Maybe We Shouldn't Be Too Concerned About The Vita's Future
Sometimes, it takes a bit longer to make an obvious connection. My only excuse is that I've been a little overworked lately.
During my hands-on impressions of the PlayStation Vita, I concluded that we're looking at a unit that focuses almost exclusively on the software. It has plenty of great features that undoubtedly contribute to the overall portable experience but succinctly and simply- this is a device designed specifically for gamers.
Now, we learn that the new handheld has topped 1.2 million units sold worldwide. Basically, this means it has sold 600,000 in the US, Europe, and Australia in four days, as a little under 600k have been sold in Japan since the Vita launched on December 17, 2011. That's not bad. In fact, it's above Sony's internal expectations, and critics and new owners alike seem satisfied with the new hardware. But of course, there's one big question that begs to be answered.
After the Vita launched in Japan, sales dropped. Of course, the excited gamers, the first adopters, so-to-speak, sprang to stores within the first week and as a result, subsequent weeks showed a big drop-off. The same is sure to happen in other regions. It's just the nature of the business and really, this applies to most any new product; the avid, anticipatory consumers will have the product within the first few days, while the rest - those undecided - will wait. And they'll certainly wait longer than a week or two. So how will the Vita continue to sell well?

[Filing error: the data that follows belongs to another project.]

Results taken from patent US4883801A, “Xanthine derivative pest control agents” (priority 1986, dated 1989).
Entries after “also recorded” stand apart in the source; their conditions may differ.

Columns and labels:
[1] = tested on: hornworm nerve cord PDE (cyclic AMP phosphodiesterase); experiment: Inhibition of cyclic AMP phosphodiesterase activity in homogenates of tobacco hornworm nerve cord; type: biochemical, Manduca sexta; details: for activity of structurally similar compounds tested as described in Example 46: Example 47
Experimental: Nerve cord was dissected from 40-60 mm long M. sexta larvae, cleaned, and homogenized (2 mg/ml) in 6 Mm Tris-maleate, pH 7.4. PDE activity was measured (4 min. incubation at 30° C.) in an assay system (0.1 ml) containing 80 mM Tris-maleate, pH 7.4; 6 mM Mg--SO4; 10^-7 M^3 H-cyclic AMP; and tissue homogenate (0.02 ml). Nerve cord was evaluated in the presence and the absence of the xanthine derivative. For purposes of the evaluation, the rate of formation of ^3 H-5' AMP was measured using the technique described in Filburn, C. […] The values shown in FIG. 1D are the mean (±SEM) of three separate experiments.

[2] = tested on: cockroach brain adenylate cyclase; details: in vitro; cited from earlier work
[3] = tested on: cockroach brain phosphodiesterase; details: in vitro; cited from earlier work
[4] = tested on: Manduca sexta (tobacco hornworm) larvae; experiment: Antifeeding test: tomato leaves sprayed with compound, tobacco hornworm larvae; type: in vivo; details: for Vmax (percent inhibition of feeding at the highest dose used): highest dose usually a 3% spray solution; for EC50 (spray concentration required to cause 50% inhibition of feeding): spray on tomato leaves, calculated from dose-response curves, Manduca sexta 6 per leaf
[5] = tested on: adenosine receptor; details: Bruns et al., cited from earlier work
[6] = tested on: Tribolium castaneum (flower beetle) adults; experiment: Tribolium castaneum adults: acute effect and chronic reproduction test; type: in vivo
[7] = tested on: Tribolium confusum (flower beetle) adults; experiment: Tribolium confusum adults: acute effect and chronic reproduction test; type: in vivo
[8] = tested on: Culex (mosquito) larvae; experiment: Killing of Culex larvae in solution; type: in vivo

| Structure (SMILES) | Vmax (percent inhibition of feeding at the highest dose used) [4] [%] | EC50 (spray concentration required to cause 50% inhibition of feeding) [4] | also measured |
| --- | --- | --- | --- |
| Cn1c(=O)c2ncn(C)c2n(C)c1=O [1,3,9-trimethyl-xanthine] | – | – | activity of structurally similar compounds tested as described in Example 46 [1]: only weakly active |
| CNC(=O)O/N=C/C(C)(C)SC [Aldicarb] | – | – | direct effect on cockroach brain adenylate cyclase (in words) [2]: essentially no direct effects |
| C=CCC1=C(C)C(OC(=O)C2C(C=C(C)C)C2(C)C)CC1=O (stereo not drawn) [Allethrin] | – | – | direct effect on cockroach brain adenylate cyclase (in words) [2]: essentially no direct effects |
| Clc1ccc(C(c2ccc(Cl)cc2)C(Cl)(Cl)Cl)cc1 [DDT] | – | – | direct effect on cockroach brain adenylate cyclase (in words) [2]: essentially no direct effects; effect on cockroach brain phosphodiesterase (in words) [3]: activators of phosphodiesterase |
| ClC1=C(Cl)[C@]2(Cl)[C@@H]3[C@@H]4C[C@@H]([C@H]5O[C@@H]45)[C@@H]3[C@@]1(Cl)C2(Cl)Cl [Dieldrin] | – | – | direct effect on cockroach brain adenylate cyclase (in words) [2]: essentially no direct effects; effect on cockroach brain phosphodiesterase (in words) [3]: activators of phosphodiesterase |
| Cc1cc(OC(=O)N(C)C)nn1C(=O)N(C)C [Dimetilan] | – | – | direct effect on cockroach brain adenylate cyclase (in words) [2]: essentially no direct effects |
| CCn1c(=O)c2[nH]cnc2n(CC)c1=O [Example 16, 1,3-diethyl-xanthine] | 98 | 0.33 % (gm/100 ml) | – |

Well...duh. The games! That's the aforementioned disconnect to which I alluded; if the Vita is all about software, and gamers have already responded, the way to keep sales satisfactory is to keep pumping out the games. And oh yes, that's what the Vita does; that's where it excels. So perhaps this is the easiest solution to what initially appeared to be a highly complex issue; a gaming device prompts gamers everywhere to respond, and down the road, more games come and more gamers respond.
2/28/2012 9:04:06 PM Ben Dutka